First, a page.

The coalition is quickly becoming a coalition of one!
So who will be left? Americans. And what are we doing? We're watching the Oscars.
Of course, without war, we wouldn't have anything to make movies about. Right now, most of liberal Hollywood is against the war, but in five years they'll be making movies glorifying it. And they will win Oscars.
Thursday, February 22, 2007
Then a better solution occurred to me: we should export our high school dropouts to Iran!
For years, Muslim terrorists have been infiltrating this country, now it's time we turn the tables on them. The State Department can supply passports to our teen dropouts so we can flood Iran with America's disgruntled youth.
As for the dropouts, we simply tell them we're sending them to the beach for spring break (after all, it is a country with a lot of sand). What rebellious teen wouldn't want to get as far away as possible from their parents and family? Best of all, he or she will be going with many of their dropout friends. It'll seem like summer camp to them.
Once they arrive and find out that there isn't a drop of alcohol within a thousand miles, they'll start going crazy: vandalizing public buildings, shoplifting, trespassing, stealing cars for joy rides, and maybe even rioting. In other words, all actions they would normally take in the United States; but under this new plan they'd be putting a strain on the Iranian infrastructure instead of taxing the American system.
Suddenly, money designated by Iran to arm their military, build their nuclear power plants, and fund jihadists would have to be diverted to the new social problems of cleaning up tagged buildings, counseling pregnant teens, controlling public lewdness (which in Iran is any woman showing more than her eyes!), and adding more patrols to maintain order and keep delinquents off the streets at night.
Last year, the U.S. government leaked that they threatened Iran with nuclear weapons. They did this because they know the U.S. cannot possibly sustain a military invasion at this point; U.S. troops are already stretched too thin. Besides, by invading and dropping bombs we only reinforce the world's hatred of Americans. But if anything should happen to the visiting American "tourists" would only make the Iranian government look bad.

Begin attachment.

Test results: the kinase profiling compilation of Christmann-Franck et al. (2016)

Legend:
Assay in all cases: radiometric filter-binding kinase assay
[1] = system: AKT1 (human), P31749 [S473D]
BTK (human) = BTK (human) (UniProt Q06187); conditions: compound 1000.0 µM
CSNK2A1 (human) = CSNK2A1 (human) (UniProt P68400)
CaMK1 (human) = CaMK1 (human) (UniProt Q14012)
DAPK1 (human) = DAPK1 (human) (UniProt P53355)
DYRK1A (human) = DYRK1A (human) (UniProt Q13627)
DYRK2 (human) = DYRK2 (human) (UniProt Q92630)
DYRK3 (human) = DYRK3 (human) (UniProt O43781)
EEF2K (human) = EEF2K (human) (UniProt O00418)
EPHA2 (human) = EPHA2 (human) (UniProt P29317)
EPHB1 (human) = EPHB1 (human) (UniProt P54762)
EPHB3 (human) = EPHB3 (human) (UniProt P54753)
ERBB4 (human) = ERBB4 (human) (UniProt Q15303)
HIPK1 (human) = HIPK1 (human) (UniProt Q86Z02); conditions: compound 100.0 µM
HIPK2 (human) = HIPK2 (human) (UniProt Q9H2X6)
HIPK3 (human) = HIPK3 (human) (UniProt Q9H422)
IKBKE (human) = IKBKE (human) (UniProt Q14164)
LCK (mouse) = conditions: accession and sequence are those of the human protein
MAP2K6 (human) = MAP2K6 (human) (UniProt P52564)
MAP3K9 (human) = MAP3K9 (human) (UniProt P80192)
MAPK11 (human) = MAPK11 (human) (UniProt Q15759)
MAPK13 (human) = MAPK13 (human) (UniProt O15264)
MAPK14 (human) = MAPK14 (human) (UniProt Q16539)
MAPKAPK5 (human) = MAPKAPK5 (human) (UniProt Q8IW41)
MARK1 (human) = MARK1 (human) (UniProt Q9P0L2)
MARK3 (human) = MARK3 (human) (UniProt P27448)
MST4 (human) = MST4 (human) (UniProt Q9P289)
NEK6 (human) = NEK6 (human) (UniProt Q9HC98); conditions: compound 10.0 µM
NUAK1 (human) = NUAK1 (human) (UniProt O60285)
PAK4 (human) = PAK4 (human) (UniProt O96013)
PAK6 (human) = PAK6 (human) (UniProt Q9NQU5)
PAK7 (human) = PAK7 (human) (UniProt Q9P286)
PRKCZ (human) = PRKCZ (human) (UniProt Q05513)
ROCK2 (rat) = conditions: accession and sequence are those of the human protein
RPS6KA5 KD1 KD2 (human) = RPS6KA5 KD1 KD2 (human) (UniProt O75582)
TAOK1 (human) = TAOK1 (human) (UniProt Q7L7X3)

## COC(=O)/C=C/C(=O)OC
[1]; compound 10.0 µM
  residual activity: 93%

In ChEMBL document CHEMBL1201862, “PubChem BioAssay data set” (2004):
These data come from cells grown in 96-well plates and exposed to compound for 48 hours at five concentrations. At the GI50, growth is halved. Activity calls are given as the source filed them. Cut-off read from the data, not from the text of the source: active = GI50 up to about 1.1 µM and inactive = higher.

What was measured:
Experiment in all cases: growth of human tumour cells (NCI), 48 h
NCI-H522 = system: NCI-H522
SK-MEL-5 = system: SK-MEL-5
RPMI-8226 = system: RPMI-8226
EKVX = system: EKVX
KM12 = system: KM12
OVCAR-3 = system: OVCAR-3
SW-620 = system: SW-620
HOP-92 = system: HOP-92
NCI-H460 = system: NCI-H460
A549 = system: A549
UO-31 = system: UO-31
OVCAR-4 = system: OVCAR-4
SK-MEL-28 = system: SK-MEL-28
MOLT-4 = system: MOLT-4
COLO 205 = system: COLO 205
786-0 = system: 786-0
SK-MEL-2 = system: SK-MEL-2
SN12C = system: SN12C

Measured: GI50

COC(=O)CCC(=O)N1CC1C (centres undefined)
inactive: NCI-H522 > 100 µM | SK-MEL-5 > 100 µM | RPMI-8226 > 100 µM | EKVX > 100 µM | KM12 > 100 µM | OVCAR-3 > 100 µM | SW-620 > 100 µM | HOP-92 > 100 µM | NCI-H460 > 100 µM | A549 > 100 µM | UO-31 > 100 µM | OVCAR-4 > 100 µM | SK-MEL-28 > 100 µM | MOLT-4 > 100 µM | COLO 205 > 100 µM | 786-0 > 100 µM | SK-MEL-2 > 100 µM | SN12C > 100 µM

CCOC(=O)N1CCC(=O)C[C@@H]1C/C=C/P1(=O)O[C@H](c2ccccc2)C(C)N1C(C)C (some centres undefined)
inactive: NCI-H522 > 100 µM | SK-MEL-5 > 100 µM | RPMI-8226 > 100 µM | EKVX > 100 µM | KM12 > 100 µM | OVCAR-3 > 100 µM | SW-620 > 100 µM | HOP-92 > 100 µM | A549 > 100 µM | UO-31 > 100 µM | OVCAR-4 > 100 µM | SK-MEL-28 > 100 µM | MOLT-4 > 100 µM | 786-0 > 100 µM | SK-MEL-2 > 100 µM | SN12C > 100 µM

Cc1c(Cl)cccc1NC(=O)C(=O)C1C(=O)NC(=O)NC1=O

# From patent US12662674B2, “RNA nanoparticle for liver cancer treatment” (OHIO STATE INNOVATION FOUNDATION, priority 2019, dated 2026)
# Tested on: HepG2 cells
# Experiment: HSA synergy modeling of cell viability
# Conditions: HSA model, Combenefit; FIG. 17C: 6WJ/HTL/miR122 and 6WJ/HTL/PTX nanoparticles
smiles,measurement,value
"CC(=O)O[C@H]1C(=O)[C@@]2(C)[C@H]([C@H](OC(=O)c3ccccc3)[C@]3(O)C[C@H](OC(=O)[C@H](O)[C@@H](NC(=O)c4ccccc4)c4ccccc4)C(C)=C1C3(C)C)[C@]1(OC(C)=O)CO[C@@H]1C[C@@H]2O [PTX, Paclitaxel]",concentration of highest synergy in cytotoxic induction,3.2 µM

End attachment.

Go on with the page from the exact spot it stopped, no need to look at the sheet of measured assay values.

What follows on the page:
The war on terror has often been described as a war of cultures. So why not infiltrate our own culture war by sending over our youth armed with iPods and Sidekicks?
Instead of becoming a burden on our society our dropouts will instead be viewed as patriots and pioneers, young warriors on the frontline of culture building and democratizing the Middle East. Instead of being dregs, they'll be heroes!
Best of all, it won't have to end with Iran. With such a high dropout rate, the U.S. will have plenty of failed teens ready to infiltrate Syria, Egypt, Jordan, Lebanon, Saudi Arabia, Yemen, United Arab Emirates; and don't think we didn't see you hiding in the corner, Qatar!
It's not as if there isn't precedent. After all, didn't England export its criminals to Australia? And look how well that turned out! Now it's a popular tourist spot. Perhaps a hundred years from now, instead of fearing kidnappings and beheadings, people will actually enjoy visiting the Middle East.
My only fear is the possibility of a backlash. While American youth is often rebellious, they are also easily swayed. Who's to say that five years down the road we won't be faced with a new problem of converted Muslim expatriates returning to demand prayer in school, an end to abortion, and generally blurring the line between the separation of church and state? Then again, would that really be so different than what the current administration is doing?
Monday, February 19, 2007
Sparky, as I like to call him, was born in the wrong era. A comedy writer and performer, he would have thrived during the days of Vaudeville. Somehow he landed in L.A. with a job in radio, where he continued working for years until two conglomerates finally managed to squeeze all the life out of the medium. He continues to write, currently for an animated children's show, but he has to supplement his income with a full time job. Quick witted, humorous, and yes, old fashioned, I'm certain his talents would have earned him a solid career in an earlier era, where he would have fit right in with the Algonquin Round Table.
Cletus Price was so confident that he would be a monstrously successful actor that he never really tried. Born into a semi-wealthy family, he never had to work for a living. Used to having things handed to him, he moved to Los Angeles and sought out his yes-men (and women) who were willing to smile and nod at anything he said, usually while enjoying a meal that he would buy.
Cletus would often write affirmations in large script and post them throughout his apartment. One sign simply read: 6,000,000, the amount of money he presumably wanted to sell his movie for. After years of not being cast in a blockbuster movie (mostly because he never auditioned for anything), Price finally financed his own film in which he wrote, starred, directed and even co-edited. The film never sold. Because yes-men surrounded him, no one ever told him that he couldn't act. Or write. Or direct. Or edit.